4. Gertrude sees at most one giraffe Gertrude sees Fred. <0. 5} S: {<0.Answers to the Exercises Version of 15-Dec-09 . who is a giraffe Bob is a giraffe ∴ Gertrude doesn't see Bob ∀x∀y(Gx ∧ Gy ∧ S(gx) ∧ S(gy) → x=y) S(gf) ∧ Gf Gb ∴ ~S(gb) Universe: {0. 2} a: 0 d: 1 e: 2 F: {2} L: {<0. 1.1} I: {} 3. Lois sees Clark at a time if and only if she sees Superman at that time. ∴ Clark is Superman ∴ ∀x[Tx → [S(icx) ↔ S(iex)]] c=e i: Lois c: Clark e: Superman S(xyz) x sees y at z Universe: {0. 5} <4 and 5 could be omitted> i: 0 c: 1 e: 2 T: {3. 1.CHAPTER 5 Answers to Exercises 4 INVALIDITIES WITH IDENTITY 1.1>. 3. <0. Only Betty and Carl were eligible Nobody who wasn't eligible won Carl didn't win ∴ Betty won ∀x[Ex → x=b ∨ x=c] ~∃x[~Ex ∧ Ix] ~Ic ∴ Ib 2. 2. Ed is a freshman. 1} g: 0 b: 1 f: 1 G{1} S{<0.4>} 4.2>} Universe: {0.3>. 2} b: 0 c: 1 E: {0.1.28 -. <0. <0.1. Ann loves David. Ann loves at least one freshman. David isn't Ed.4>. ∴ There are at least two freshmen ∃x[Fx ∧ L(ax)] L(ad) Fe d≠e ∴ ∃x∃y[Fx ∧ Fy ∧ x≠y] Universe: {0. 4.1>} Copyrighted material Chapter 5 -.3>. 1.2.2.

3. Give derivations for these theorems: a. ~∃x∃yf‹xy› g.CHAPTER 5 Answers to Exercises 5 OPERATION SYMBOLS Which of the following are formulas? a. There is no predicate letter. 7. 6. 4. R(f‹x›g‹x›) b. Fa ∧ ~Fb → [Fg‹a› → g‹b›≠g‹a›] Yes Yes Yes Yes Yes No. Show ∀xR(xf‹x›) → ∀xR(e‹x›f‹e‹x››) 2. ∀x[Fx → Fg‹xx›] d. Yes Yes 6 DERIVATIONS WITH COMPLEX TERMS 1. ∴ ∀xR(xf‹x›) → ∀xR(e‹x›f‹e‹x››) 1. ∀xR(xf‹x›) Show ∀xR(e‹x›f‹e‹x››) Show R(e‹x›f‹e‹x››) R(e‹x›f‹e‹x››) 2 ui dd 4 ud 3 cd Copyrighted material Chapter 5 -. 5. ∀x[Fx → Fg‹x›] c. ∀x∀y[x=h‹y› → f‹xy›=f‹yx›] e.Answers to the Exercises Version of 15-Dec-09 . S(xyz) ∨ ~S(xg‹y›z) ∨ ~S(g‹xy›g‹z›g‹yz›) h. ~∃y∃x[x=f‹y› ∧ y=f‹x›] f.29 -.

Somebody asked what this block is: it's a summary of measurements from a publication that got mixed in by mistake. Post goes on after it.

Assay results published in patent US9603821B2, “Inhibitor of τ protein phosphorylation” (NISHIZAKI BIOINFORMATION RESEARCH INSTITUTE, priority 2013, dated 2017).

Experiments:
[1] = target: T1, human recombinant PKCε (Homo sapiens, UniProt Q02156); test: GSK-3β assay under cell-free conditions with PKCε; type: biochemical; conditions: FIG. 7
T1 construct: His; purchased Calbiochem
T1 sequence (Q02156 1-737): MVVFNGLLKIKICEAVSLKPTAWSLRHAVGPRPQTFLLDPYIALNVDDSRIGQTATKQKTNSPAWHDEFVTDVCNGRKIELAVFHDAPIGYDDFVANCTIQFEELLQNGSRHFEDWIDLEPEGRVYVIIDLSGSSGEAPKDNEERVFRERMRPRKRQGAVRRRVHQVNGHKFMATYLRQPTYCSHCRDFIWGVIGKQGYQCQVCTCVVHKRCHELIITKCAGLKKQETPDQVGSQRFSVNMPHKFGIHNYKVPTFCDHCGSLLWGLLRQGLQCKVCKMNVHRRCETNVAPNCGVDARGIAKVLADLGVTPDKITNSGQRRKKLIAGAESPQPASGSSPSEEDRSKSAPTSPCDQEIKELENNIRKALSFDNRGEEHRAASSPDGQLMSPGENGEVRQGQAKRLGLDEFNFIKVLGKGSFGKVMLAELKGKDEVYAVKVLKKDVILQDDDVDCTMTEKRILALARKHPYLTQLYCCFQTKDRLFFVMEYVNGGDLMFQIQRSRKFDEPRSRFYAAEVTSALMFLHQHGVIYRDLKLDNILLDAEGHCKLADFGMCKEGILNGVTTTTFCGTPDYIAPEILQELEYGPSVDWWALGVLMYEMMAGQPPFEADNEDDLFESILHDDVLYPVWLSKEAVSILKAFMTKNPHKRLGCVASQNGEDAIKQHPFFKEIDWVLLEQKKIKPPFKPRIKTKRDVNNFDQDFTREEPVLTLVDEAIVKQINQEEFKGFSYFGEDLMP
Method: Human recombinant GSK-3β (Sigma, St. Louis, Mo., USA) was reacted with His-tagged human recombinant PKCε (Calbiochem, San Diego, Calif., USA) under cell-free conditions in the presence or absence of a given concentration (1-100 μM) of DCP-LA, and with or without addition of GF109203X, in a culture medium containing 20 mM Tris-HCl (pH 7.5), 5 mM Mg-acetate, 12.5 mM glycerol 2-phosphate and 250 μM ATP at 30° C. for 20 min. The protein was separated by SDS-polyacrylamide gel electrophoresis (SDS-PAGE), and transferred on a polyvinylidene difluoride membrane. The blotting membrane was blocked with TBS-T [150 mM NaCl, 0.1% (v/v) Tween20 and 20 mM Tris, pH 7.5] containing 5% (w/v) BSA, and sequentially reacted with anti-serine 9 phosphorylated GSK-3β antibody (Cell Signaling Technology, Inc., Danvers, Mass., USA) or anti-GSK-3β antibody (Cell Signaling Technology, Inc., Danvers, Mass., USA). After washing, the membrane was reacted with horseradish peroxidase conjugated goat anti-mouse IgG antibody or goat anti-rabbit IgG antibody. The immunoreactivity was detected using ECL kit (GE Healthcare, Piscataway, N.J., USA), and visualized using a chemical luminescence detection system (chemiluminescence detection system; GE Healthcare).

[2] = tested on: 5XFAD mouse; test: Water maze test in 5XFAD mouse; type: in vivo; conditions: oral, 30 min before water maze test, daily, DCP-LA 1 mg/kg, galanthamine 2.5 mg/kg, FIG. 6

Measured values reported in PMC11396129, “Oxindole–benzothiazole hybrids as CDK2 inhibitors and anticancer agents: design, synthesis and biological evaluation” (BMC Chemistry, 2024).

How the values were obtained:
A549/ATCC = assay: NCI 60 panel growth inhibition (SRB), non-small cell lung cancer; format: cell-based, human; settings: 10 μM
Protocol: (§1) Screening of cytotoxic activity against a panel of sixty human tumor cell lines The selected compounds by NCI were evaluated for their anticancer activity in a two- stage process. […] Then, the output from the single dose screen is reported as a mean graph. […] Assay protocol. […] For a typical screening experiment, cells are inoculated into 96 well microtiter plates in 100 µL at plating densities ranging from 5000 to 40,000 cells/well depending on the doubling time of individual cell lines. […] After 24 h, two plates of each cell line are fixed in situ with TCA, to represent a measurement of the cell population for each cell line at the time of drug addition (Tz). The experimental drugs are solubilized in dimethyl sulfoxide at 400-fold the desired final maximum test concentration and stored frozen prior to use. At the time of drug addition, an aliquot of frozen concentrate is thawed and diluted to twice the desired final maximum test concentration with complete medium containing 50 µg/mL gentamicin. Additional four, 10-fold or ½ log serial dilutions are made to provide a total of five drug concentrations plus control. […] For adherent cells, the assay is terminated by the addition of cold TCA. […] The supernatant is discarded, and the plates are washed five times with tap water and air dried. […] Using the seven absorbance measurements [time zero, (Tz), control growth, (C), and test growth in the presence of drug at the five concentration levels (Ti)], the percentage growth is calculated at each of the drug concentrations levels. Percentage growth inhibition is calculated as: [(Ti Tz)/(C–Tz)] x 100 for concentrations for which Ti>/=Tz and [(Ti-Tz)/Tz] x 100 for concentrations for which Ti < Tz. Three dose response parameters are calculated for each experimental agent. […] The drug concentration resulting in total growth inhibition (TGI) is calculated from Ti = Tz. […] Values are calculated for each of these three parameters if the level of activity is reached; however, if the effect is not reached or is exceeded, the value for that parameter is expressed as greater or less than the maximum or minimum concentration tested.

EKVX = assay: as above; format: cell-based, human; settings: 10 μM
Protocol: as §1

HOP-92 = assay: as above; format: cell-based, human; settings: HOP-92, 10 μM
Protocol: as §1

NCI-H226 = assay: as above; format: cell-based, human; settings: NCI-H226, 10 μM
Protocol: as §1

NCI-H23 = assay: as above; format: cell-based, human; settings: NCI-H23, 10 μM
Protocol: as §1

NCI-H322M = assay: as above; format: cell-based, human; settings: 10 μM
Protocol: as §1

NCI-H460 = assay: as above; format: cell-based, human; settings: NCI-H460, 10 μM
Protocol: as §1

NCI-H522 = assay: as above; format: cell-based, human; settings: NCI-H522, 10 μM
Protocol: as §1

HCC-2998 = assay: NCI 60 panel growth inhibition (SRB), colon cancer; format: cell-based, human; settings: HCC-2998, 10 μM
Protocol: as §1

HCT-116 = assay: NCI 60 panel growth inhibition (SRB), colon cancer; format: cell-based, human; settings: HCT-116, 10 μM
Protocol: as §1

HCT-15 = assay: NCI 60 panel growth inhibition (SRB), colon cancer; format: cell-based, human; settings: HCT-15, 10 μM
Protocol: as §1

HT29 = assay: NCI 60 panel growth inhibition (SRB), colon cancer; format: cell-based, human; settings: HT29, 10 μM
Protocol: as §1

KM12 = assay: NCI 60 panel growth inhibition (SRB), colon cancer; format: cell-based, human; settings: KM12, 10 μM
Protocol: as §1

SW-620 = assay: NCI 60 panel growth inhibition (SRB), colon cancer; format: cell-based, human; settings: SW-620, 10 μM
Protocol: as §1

7. ∴ ∀x∀y[x=f‹y› ∧ y=f‹x› → f‹f‹x››=x] 1.CHAPTER 5 Answers to Exercises b. 5. 6. 4. 11. 8. Show x=f‹y› ∧ y=f‹x› → f‹f‹x››=x x=f‹y› ∧ y=f‹x› x= f‹y› y=f‹x› x = f‹f‹x›› f‹f‹x›› = x ass cd 3s 3s 4 5 LL 6 sm cd 2 ud 2.Answers to the Exercises Version of 15-Dec-09 . ∃x[∃zB(xz) ∧ ∃zD(xz)] ∃zB(uz) ∧ ∃zD(uz) B(uv) D(uw) B(uv) ↔ Au ∧ I(uv) Au D(uw) ↔ Eu ∧ [w=f‹u› ∨ w=e‹u›] Eu Au ↔ ~Eu ~Eu ass id 2 ei 3 s ei 3 s ei pr4 ui ui 6 bc 4 mp s pr5 ui ui 8 bc 5 mp s pr6 ui 10 bc 7 mp 9 11 id b. 5. 7. 9. 4. Show that these are consequences of the theory of biological kinship given above. 10. 12.30 -. Show ~∃x[∃zB(xz) ∧ ∃zD(xz)] 2. 3. ~∃x[∃zB(xz) ∧ ∃zD(xz)] P1 P2 P3 P4 P5 No brother is a daughter Everyone's father is male Everyone's mother is female (Full) Siblings have the same mother and father A brother of someone is his/her male sibling A daughter of a person is a female such that that person is her father or her mother Someone is male if and only if that person is not female ∀xAf‹x› ∀xEe‹x› ∀x∀y[I(xy) ↔ x≠y∧f‹x›=f‹y›∧e‹x›=e‹y›] ∀x∀y[B(xy) ↔ Ax ∧ I(xy)] ∀x∀y[D(xy) ↔ Ex ∧ [y=f‹x› ∨ y=e‹x›]] P6 ∀x[Ax ↔ ~Ex] 1. 6. Show ∀x∀y[x=f‹y› ∧ y=f‹x› → f‹f‹x››=x] 2. a. ~∃x[∃z x=f‹z› ∧ ∃z x=e‹z›] P1 P2 P3 P4 P5 No father is a mother Everyone's father is male Everyone's mother is female (Full) Siblings have the same mother and father A brother of someone is his/her male sibling A daughter of a person is a female such that that person is her father or her mother Someone is male if and only if that person is not female ∀xAf‹x› ∀xEe‹x› ∀x∀y[I(xy) ↔ x≠y∧f‹x›=f‹y›∧e‹x›=e‹y›] ∀x∀y[B(xy) ↔ Ax ∧ I(xy)] ∀x∀y[D(xy) ↔ Ex ∧ [y=f‹x› ∨ y=e‹x›]] P6 ∀x[Ax ↔ ~Ex] Copyrighted material Chapter 5 -. 3. 8.